Absolutely. In 1974, Wilson announced that 'billion' would henceforth be interpreted as a thousand million (109), instead of a million million (1012.
He could do that?
He did do that. His pronouncement had an even more dismal effect on BBN.
Bigger British Numbers. For example, Wilson reduced the British trillion from 1018 to 1012, and the centillion from 10600 to 10303. It's a rare politician that gets to devalue by hundreds of orders of magnitude.
Just as well that Wilson left office in 1976 before he could do something really damaging, like putting us on the Oxford comma, making us into a republic or driving on the right.
And you expect this "American billion" action to be reversed? What would be the point?
Pretty obvious, I'd have thought. An renewed sense of national pride in our huge numerics. Reduced resistance to large government engineering projects, which suddenly seem quite cheap. Instantly improved social cohesion by removing envy of the very rich. At a single stroke, the number of British billionaires would be reduced from 120 to zero. All without so much as a groat changing hands.
So, in summary, we should be looking to rewrite all code dealing with SI engineering units, sterling currency handling routines and integers-to-English string converters. Verity, I do believe you have gone quite mad. What else? More reversals of 1970s reforms? The automatic removal of French words from British documents?
A bit more ambitious than that. There is indeed one other European imposition that we believe will be cast aside, but the trail of injustice and deceit goes back a bit further than the 1970s. In fact it goes back to 1752.
You what? Seventeen fifty-two? What on earth do you...Oh. Em. Gee. You want to take us out of the Gregorian calendar. You want to steer the UK into Gregsit.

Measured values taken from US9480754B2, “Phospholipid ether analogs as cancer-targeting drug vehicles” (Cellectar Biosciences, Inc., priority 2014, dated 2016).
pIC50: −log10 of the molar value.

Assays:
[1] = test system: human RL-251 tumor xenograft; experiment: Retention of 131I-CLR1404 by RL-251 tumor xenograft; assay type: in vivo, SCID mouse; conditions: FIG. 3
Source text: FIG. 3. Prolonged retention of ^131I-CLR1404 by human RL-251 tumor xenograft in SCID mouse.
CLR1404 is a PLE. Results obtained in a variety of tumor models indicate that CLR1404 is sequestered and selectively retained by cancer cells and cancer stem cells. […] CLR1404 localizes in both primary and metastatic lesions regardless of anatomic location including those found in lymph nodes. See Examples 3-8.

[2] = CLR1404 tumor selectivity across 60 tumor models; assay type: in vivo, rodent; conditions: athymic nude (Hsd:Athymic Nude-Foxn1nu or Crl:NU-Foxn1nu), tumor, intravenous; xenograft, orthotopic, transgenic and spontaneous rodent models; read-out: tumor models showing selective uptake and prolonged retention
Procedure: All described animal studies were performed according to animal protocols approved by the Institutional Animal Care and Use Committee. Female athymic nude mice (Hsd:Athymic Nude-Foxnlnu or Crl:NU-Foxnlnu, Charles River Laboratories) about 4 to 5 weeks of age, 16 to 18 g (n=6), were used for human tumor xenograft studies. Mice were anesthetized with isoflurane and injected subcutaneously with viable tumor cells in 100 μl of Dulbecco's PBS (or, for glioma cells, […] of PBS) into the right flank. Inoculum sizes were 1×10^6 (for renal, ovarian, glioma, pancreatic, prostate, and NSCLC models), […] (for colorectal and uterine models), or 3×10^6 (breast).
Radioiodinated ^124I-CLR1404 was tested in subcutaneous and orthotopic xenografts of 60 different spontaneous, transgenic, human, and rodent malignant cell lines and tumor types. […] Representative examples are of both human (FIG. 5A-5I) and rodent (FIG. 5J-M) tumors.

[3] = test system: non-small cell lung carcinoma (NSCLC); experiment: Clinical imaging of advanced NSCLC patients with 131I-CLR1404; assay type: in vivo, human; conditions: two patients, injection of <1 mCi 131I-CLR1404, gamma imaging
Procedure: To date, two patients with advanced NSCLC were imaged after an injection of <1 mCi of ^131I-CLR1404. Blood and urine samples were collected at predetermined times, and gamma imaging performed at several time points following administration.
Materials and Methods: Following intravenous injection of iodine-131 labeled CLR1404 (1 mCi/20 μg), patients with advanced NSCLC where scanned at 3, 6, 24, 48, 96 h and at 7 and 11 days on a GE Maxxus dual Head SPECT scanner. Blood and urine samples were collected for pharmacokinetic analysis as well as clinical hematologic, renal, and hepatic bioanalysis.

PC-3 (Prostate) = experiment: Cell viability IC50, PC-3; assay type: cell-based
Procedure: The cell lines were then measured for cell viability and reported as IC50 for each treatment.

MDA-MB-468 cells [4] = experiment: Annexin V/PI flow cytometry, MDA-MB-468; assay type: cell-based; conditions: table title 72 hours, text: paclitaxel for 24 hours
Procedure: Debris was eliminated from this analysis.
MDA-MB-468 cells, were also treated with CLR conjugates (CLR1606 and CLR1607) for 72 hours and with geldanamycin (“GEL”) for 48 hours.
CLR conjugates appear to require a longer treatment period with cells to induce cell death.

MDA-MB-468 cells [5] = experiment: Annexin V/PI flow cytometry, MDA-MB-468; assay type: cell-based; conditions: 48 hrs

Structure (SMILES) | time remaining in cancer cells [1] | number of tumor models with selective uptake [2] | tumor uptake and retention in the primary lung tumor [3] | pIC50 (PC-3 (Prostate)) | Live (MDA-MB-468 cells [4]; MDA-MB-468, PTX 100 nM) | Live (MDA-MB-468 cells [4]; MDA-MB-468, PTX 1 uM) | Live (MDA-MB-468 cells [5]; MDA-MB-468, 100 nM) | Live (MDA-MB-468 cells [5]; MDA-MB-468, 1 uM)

It's time to correct centuries of temporal exploitation. It's time to end the ridiculous convention of the tax year beginning on April 6th, as opposed to the much more sensible Lady Day of March 25th. It's time to avenge those brave rioters who proclaimed, 'Give us back our 11 days!'
By the way, did you know that the ring-leader of the Bristol mob that first made this demand was recorded in the log of a Parish constable to be one 'Stefan de ffarage', said to be 'an intemperate felloe, fond of his good ale', and believed by some to be a distant ancestor of...
No, I just put that in to test your gullibility.
Anyway, by the time you add in the accumulated interest, we are now a whacking great 13 days adrift of Better British Time. But we must be practical. I promise nothing but blood, sweat, and dubious devop fiddling with working set-ups. Since it is well known that almost no software will tolerate the clock being put back, our computers will have to run at half clock speed for 26 days in succession to allow us to...
Verity, you old goat, this is all a complete load of random tosh that you have been making up on the hoof.
Yup. And my approach differs from that of our government in what respect? ®